Riddle me this – why, at the end of a long day, when you can't keep your eyes open on the sofa for a second longer, do you get into bed only to find that you're wide awake? It's one of the most irritating tricks our body plays on us. Why, when you need sleep, crave sleep, does it evade you?
Well, there might be an answer. According to sleep medicine specialist, Philip Gehrman, who spoke to Time magazine about this recently, it may be because you're associating negative feelings with your bed. "If someone is a good sleeper, then each night they probably get in bed and fall asleep," he says, adding that this probably triggers an auto-response of sleepiness.
"But if you spend night after night tossing and turning not being able to fall asleep, then your body associates that with your bed instead."
In short, if you bring the worries of the day to your lovely comfy bed, it goes from being a place of relaxation to a place of anxiety and restlessness.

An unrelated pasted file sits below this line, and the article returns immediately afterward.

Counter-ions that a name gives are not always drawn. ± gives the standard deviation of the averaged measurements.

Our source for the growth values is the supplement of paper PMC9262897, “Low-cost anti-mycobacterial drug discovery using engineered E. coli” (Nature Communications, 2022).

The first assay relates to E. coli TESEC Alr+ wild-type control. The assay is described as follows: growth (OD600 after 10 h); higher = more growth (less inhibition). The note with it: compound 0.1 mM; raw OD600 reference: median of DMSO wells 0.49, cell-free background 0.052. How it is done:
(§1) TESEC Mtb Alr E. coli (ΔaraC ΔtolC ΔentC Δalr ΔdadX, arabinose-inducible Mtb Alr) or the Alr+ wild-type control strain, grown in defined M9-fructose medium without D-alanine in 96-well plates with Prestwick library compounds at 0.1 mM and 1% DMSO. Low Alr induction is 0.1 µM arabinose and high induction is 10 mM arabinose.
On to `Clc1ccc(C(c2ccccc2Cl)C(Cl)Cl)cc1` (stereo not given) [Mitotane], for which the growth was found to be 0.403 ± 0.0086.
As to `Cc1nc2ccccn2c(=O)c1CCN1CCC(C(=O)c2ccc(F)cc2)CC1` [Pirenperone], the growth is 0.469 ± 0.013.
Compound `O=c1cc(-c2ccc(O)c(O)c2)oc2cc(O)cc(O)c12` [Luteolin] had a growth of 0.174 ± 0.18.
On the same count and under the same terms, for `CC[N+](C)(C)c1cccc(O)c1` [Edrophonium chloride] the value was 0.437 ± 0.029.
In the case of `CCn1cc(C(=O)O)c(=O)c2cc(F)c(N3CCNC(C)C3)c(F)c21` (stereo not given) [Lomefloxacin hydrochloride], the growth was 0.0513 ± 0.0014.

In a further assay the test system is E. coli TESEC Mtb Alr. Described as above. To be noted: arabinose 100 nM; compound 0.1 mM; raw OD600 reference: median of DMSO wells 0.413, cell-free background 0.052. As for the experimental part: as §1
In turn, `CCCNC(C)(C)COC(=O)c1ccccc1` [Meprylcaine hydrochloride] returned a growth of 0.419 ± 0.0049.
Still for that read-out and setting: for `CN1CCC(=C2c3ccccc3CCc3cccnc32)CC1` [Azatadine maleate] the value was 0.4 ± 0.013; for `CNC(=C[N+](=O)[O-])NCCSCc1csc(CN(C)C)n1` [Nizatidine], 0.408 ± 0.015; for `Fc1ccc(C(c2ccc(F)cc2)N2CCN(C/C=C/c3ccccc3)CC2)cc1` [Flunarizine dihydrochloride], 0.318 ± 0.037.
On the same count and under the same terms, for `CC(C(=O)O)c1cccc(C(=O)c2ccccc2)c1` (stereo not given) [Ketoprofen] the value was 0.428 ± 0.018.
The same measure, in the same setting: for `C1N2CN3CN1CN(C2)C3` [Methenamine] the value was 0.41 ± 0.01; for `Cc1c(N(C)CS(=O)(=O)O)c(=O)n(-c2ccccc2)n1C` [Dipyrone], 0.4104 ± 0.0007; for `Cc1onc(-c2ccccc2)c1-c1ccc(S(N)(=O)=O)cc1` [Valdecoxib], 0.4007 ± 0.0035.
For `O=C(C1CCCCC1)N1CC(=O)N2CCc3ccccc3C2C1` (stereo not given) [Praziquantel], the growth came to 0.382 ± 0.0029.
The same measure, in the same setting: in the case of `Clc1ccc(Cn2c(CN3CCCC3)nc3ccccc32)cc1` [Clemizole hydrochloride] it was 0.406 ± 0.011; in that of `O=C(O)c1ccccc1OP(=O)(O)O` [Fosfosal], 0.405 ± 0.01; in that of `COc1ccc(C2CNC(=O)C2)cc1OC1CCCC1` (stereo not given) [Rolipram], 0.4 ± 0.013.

The condition has been called "psychophysiological insomnia" (try saying that after a few drinks) and has been defined by Gehrman as a form of insomnia that is "conceptualised as being perpetuated by both psychological and physiological factors".
The way to counteract this? Well, it's necessary, says Gerhman in his initial report, to "restrict the behaviours that occur in the bedroom to sleep and sex, limit the amount of time patients spend awake in bed or in the bedroom, and promote counterconditioning by ensuring that the bed and bedroom environment are tightly coupled with sleepiness and sleep."
In essence, it's about using common sense and retraining your brain. Make sure that the only things you do in your bed are sleep and sex, and make doubly sure that things like laptops, phones and conversations about stressful things like work, friends and relationships are confined to other rooms.
If this doesn't prove to be successful, Gehrman recommends Cognitive Behavioural Therapy especially for insomnia: CBT-I. Find out more about CBT and how to go about it here.